Licensing IP International S.ŕ.r.l. v. Vinay Shan
Claim Number: FA2006001901960
Complainant is Licensing IP International S.ŕ.r.l. (“Complainant”), represented by ROBIC, LLP, Canada. Respondent is Vinay Shan (“Respondent”), India.
REGISTRAR AND DISPUTED DOMAIN NAMES
The domain names at issue are <poenhub.com>, <pornhum.com>, and <wwwpornhub.com>, (‘the Domain Names’) registered with BigRock Solutions Ltd.
The undersigned certifies that she has acted independently and impartially and to the best of her knowledge has no known conflict in serving as Panelist in this proceeding.
Dawn Osborne as Panelist.
Complainant submitted a Complaint to the Forum electronically on June 26, 2020; the Forum received payment on June 26, 2020.
On June 30, 2020, BigRock Solutions Ltd confirmed by e-mail to the Forum that the <poenhub.com>, <pornhum.com>, and <wwwpornhub.com> domain names are registered with BigRock Solutions Ltd and that Respondent is the current registrant of the names. BigRock Solutions Ltd has verified that Respondent is bound by the BigRock Solutions Ltd registration agreement and has thereby agreed to resolve domain disputes brought by third parties in accordance with ICANN’s Uniform Domain Name Dispute Resolution Policy (the “Policy”).
On July 1, 2020, the Forum served the Complaint and all Annexes, including a Written Notice of the Complaint, setting a deadline of July 21, 2020 by which Respondent could file a Response to the Complaint, via e-mail to all entities and persons listed on Respondent’s registration as technical, administrative, and billing contacts, and to firstname.lastname@example.org, email@example.com, firstname.lastname@example.org. Also on July 1, 2020, the Written Notice of the Complaint, notifying Respondent of the e-mail addresses served and the deadline for a Response, was transmitted to Respondent via post and fax, to all entities and persons listed on Respondent’s registration as technical, administrative and billing contacts.
Having received no response from Respondent, the Forum transmitted to the parties a Notification of Respondent Default.
On July 22, 2020 pursuant to Complainant's request to have the dispute decided by a single-member Panel, the Forum appointed Dawn Osborne as Panelist.
Having reviewed the communications records, the Administrative Panel (the "Panel") finds that the Forum has discharged its responsibility under Paragraph 2(a) of the Rules for Uniform Domain Name Dispute Resolution Policy (the "Rules") "to employ reasonably available means calculated to achieve actual notice to Respondent" through submission of Electronic and Written Notices, as defined in Rule 1 and Rule 2. Therefore, the Panel may issue its decision based on the documents submitted and in accordance with the ICANN Policy, ICANN Rules, the Forum's Supplemental Rules and any rules and principles of law that the Panel deems applicable, without the benefit of any response from Respondent.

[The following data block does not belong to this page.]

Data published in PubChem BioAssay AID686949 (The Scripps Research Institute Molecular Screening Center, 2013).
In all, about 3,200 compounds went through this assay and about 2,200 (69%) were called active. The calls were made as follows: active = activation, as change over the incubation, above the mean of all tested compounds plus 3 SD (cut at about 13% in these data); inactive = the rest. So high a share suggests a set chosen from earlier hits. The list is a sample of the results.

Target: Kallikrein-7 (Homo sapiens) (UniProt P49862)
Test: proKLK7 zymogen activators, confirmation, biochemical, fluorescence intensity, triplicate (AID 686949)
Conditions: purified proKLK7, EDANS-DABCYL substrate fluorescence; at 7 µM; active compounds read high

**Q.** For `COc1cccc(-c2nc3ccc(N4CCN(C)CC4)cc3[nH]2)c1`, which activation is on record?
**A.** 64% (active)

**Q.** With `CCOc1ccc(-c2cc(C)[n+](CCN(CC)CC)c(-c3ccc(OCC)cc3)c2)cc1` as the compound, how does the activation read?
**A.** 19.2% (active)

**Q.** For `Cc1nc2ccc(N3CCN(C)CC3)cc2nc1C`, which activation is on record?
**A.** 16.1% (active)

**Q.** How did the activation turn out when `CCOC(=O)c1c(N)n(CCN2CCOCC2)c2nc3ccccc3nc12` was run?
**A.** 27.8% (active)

Complainant requests that the Domain Names be transferred from Respondent to Complainant.
The Complainant’s contentions can be summarised as follows:
The Complainant is the owner of the registered trade mark PORNHUB, registered, inter alia in the EU for adult entertainment services and used since May 2007.
The Domain Names registered in October 2007 (and acquired by the Respondent after 2019) are confusingly similar to the Complainant’s trade marks. <Poenhum.com> substitutes a letter "e" for the letter "r" which is adjacent to it on the QWERTY keyboard. <Pornhum.com> substitutes the letter "m" for the letter "b" which are close to each other on the QWERTY keyboard. <wwwpornhub.com> incorporates the Complainant’s trade mark in its entirety and simply omits the dot between www and the Complainant’s mark. Adding .com does not prevent confusing similarity between the Domain Names and the Complainant’s mark. As typosquatting registrations the Domain Names are designed by their nature to be confusingly similar to the Complainant’s mark.
The Respondent has no rights or legitimate interests in the Domain Names, is not commonly known by them and is not authorised by the Complainant.
Using a domain name for competing pay per click links is not a bona fide offering of goods or services or a noncommercial legitimate or fair use. It is bad faith registration and use, being confusing and disruptive.
Typosquatting is bad faith per se and indicates actual knowledge of the Complainant’s well known mark.